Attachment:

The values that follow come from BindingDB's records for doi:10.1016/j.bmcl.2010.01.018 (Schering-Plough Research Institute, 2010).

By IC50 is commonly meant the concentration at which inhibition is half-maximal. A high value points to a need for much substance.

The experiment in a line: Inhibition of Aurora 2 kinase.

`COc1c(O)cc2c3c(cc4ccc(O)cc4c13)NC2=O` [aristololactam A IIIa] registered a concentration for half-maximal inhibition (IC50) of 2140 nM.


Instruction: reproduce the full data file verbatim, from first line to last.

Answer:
The values that follow come from BindingDB's records for doi:10.1016/j.bmcl.2010.01.018 (Schering-Plough Research Institute, 2010).

By IC50 is commonly meant the concentration at which inhibition is half-maximal. A high value points to a need for much substance.

The experiment in a line: Inhibition of Aurora 2 kinase.

`COc1c(O)cc2c3c(cc4ccc(O)cc4c13)NC2=O` [aristololactam A IIIa] registered a concentration for half-maximal inhibition (IC50) of 2140 nM.